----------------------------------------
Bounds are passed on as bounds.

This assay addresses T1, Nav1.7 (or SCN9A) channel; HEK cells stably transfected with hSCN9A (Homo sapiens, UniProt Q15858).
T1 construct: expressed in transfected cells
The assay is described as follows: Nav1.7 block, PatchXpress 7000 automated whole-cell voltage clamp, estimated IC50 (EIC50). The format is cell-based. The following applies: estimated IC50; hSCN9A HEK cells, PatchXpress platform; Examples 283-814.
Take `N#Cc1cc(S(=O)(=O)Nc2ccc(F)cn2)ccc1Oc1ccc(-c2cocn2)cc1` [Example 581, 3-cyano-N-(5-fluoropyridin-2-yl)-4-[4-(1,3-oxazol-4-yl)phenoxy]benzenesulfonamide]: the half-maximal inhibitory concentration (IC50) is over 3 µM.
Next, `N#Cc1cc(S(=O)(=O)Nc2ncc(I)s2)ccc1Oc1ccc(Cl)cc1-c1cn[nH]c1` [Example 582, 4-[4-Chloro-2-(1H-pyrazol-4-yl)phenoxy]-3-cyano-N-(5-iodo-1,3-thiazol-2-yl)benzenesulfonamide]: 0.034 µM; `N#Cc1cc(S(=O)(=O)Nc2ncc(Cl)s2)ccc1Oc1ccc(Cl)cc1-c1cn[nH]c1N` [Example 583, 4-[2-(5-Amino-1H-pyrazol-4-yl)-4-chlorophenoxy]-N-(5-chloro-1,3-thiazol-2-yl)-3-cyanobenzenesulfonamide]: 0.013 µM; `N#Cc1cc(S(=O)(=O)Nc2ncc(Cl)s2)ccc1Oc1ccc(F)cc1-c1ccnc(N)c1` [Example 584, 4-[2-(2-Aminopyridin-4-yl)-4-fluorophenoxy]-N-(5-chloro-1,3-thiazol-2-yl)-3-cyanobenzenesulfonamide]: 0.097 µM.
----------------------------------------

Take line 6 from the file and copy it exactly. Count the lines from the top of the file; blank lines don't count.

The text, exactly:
Next, `N#Cc1cc(S(=O)(=O)Nc2ncc(I)s2)ccc1Oc1ccc(Cl)cc1-c1cn[nH]c1` [Example 582, 4-[4-Chloro-2-(1H-pyrazol-4-yl)phenoxy]-3-cyano-N-(5-iodo-1,3-thiazol-2-yl)benzenesulfonamide]: 0.034 µM; `N#Cc1cc(S(=O)(=O)Nc2ncc(Cl)s2)ccc1Oc1ccc(Cl)cc1-c1cn[nH]c1N` [Example 583, 4-[2-(5-Amino-1H-pyrazol-4-yl)-4-chlorophenoxy]-N-(5-chloro-1,3-thiazol-2-yl)-3-cyanobenzenesulfonamide]: 0.013 µM; `N#Cc1cc(S(=O)(=O)Nc2ncc(Cl)s2)ccc1Oc1ccc(F)cc1-c1ccnc(N)c1` [Example 584, 4-[2-(2-Aminopyridin-4-yl)-4-fluorophenoxy]-N-(5-chloro-1,3-thiazol-2-yl)-3-cyanobenzenesulfonamide]: 0.097 µM.